Southwell is also a firearms pistol instructor. She says that gun owners “are bopped over the head constantly with safety,” from all parts of the gun industry.

When researchers asked, they found that storage practices matter a lot. Every group, pro-gun groups included, was averse to interacting with a neighbor who stored guns unsafely. The probability that they would want to interact with the neighbor dropped by over 60 percentage points if they knew the neighbor stored their gun unlocked and 40 points if they only used a chamber lock.

But for many gun owners, easy access to their firearm for protection is more important than following safe storage practices. Southwell herself says she owns guns primarily for self defense and that she is seeing a dramatic increase in women wanting guns for the same reason. When it comes to the state requirement for safe gun storage, she thinks “there shouldn’t be a blanket [requirement] for everybody, because everybody’s home is different.”

A 2023 Pew survey found that 72% of gun owners say protection is a major reason they own a gun. But, while 81% of surveyed gun owners said they feel safer having a gun in the home, only 57% of non gun owners felt safer when a gun was in the house.

Sola and Pickett note that safe storage has been shown to be one of the most effective ways to decrease accidental shootings and suicides, especially for children. A 2017 survey found that just 66% of gun owners think it is essential for gun owners with children at home to keep their guns in a locked place and only 44% say guns should be kept unloaded.

In 2020, 237 Los Angeles county children were treated for firearm injuries and 47 children were killed. A 2021 survey found that an estimated 4.6 million children nationwide live in a home with an unlocked, loaded gun. Today, firearm injury is the leading cause of death for kids under the age of 18.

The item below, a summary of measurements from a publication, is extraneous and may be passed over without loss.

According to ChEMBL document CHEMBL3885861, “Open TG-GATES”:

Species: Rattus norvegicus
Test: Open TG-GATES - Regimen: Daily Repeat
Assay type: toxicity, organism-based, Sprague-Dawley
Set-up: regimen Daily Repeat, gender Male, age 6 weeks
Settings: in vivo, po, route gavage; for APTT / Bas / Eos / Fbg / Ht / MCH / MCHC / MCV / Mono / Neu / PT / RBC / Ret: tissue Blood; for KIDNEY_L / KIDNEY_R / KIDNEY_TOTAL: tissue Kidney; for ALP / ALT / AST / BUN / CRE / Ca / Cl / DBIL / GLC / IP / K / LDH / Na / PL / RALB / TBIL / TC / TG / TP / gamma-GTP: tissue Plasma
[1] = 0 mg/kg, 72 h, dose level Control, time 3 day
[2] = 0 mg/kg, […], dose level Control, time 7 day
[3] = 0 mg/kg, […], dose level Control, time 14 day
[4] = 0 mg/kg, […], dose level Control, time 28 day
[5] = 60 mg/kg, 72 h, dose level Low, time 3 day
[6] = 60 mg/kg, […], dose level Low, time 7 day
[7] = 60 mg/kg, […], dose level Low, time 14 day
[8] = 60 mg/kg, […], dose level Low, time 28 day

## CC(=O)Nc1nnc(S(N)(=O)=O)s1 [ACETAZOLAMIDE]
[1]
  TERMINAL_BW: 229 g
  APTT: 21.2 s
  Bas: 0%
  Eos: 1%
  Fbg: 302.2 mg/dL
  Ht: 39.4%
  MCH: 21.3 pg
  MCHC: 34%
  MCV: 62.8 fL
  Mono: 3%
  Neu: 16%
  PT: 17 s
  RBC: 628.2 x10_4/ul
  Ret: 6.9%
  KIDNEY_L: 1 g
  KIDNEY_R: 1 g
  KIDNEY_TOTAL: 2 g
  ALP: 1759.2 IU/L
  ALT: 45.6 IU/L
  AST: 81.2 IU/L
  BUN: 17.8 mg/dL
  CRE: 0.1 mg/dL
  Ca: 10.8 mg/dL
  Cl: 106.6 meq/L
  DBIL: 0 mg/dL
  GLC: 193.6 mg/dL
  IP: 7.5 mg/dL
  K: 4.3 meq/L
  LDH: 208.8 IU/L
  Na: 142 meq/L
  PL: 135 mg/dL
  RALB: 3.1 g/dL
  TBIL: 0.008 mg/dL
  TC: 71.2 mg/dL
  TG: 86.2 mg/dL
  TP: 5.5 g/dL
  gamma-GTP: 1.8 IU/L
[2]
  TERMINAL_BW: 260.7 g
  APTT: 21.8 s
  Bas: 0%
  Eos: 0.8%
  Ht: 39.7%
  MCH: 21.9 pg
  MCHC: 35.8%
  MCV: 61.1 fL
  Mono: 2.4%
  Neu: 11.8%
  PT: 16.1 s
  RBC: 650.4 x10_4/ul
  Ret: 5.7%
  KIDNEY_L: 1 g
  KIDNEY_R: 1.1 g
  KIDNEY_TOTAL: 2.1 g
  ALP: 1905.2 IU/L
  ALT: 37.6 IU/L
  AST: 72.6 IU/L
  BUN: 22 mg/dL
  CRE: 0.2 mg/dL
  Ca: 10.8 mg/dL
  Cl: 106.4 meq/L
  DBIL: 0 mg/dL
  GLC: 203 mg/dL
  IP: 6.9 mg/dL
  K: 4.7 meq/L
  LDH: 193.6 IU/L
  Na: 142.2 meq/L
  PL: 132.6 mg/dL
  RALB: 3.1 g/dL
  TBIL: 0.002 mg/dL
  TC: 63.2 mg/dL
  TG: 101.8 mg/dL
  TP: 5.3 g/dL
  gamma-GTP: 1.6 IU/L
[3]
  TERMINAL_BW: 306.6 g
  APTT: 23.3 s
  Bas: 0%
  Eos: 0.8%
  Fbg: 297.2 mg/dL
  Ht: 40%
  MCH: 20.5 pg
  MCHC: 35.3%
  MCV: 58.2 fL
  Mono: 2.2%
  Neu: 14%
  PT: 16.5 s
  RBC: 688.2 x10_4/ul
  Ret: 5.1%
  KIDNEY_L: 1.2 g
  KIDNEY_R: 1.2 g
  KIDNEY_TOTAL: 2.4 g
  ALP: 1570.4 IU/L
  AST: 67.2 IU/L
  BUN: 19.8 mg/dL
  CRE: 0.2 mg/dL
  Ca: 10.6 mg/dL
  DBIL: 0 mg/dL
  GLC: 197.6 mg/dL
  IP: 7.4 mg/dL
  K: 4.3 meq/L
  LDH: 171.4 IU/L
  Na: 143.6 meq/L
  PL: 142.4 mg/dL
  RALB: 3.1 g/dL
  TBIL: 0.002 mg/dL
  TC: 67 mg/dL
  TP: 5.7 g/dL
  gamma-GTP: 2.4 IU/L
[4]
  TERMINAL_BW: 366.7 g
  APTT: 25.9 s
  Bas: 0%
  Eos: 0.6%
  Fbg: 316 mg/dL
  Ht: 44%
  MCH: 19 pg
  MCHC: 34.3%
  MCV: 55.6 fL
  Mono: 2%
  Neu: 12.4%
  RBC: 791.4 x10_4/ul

Andrea Welsing, director of the county’s Office of Violence Prevention, felt that the study results showed a “growing groundswell around the issue of gun safety.”

Since 2002, California has required firearm purchases to include a safety device but still, a 2023 Los Angeles Department of Public Health survey found that 32% of gun-owning county households report not locking their firearm.

Not only do gun locks prevent children and others in the household who should not have access, they also can prevent gun theft. The Department of Justice found that between 2005 and 2010, about 232,400 guns were stolen annually during burglaries and other property crimes.

Last week, Los Angeles County announced a new program to distribute gun locks free of charge. So far, they have received 439 online requests for 825 locks. Others, not included in that total, have been distributed at the Department of Health Services medical center.

Margot Bennett, executive director of Los Angeles based Women Against Gun Violence, the organization that sparked the idea for the free lock program, says “gun owners talk a good story about safe gun storage and locking their guns up, but they don’t. They don’t. And we’re not quite sure what it’s going to take. Safe storage laws are great, but the penalties for not storing your firearm safely are not great enough yet to be a deterrent.”

On Tuesday, Jennifer and James Crumbley became the first parents convicted in a U.S. mass school shooting after their 15 year old son brought an unsecured gun from their home and killed four students. They were found guilty of involuntary manslaughter and each sentenced to at least 10 years in prison. Consequences like these are what Bennett suggests may be required before gun owners, especially those with children, start taking safe storage seriously.

Welsing says her office uses a three pronged approach to solving the problem of gun violence: prevention, intervention, and healing. She notes ongoing efforts including ongoing youth mental health summits and suicide prevention. She says the gun lock distribution is important but it is “just one piece of a puzzle.”